t’s a Saturday summer afternoon and I’m sitting on the sand in my beach shorts with a friend and the wind is kicking up water and sand in my lenses—not just the ones I’m wearing on my face, but the ones on my camera. It’s actually my day off, but as a photographer in Limassol that always makes sure to have my camera and at least one lens in my car at all times, more often than not I find myself taking a busman’s holiday: a holiday that inadvertently involves doing the same work one usually does but on a day off!
Me and my friend have come down to Softades beach—home of Kahuna Surfhouse—to try our hand our kite-surfing, only to find out that the surfhouse is currently busy hosting the annual kite-surfing championships. As we’ve already made the drive down, we decide to make the most of the day: my friend dashes to the bar to get us some drinks, while I head back to the car to grab my camera. So in this blog post, I take you behind the scenes of this heart-pounding event, capturing the essence of kitesurfing in all its glory and the technical challenges one faces while working as a sports photographer in Limassol.
The Cyprus Kite Surfing Championships | A Limassol photographer's story
The surfhouse, which lies between the shores of Larnaca and Limassol, is hard to miss. As you approach the beach, the skyline becomes filled with all sorts of coloured kites moving in the wind that, from a distance, resemble some kind of giant butterfly dance. The location itself is also a kite-surfer’s dream: ideal winds, no aquatic predators and warm waters.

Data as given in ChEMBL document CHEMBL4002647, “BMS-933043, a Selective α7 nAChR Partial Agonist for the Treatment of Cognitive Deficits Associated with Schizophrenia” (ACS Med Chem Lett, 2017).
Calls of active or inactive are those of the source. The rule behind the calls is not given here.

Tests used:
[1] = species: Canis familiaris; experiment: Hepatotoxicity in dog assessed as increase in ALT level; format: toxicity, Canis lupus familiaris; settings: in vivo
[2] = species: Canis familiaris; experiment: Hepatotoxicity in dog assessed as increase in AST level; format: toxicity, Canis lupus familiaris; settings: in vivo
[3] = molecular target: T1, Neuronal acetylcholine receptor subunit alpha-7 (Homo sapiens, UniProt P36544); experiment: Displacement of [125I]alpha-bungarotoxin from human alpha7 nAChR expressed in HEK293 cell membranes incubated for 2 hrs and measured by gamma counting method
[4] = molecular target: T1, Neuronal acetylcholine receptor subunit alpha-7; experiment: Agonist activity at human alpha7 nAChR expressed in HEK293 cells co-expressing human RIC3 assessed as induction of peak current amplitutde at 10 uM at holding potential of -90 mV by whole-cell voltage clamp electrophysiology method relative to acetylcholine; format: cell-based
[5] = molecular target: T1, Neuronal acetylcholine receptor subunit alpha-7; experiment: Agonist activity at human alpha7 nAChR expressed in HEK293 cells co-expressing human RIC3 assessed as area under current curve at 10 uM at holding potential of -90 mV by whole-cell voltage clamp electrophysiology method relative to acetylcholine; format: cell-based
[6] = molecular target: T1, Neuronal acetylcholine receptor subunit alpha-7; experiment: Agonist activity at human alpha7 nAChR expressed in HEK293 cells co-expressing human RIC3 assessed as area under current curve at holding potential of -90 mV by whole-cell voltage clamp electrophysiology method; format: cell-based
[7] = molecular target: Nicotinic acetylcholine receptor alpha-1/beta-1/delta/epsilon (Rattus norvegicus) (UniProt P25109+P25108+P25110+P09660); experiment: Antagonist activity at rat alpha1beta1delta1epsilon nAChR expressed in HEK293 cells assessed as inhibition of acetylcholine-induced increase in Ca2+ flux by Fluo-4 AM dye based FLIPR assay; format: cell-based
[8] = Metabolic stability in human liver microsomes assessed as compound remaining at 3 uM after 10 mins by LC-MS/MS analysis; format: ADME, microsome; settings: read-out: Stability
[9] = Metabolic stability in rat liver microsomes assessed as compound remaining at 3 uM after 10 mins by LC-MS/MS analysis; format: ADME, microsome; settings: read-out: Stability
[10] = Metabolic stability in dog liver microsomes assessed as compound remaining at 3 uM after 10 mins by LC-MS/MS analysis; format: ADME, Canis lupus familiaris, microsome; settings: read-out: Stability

Although today is Sunday, we find out shortly after our arrival that the event has already been going on since Friday, and that we have made it just in time for the most anticipated events of all: the freestyle and Big Air finals. Judging these events is former world champion Christophe Tack, who must take into consideration all the elements that go into kite-surfing mastery, including loops, spins, handle grabs and other adrenaline-packed moves. Here's some shots of what those looked like:
We find out after the event that the tournament, now in its tenth year, has developed into a significant turning point for the kitesurfing community in Cyprus, which was originally started by Elias Mantovanis. The current surfhouse grew out of Mazotos, which lies closer to Limassol, and was eventually relocated down the road to Kiti. It’s been operating since 2011 when Elias first obtained his licence to teach kite-surfing. The current beach is an ideal setting, complete with its big waves and consistent breeze, creating not only the ideal environment for the ultimate competition in kite mastery, but also a fantastic opportunity for Limassol photographers to enhance their portfolios with some high-action photos—no wonder then so many spectators have turned up with their cameras!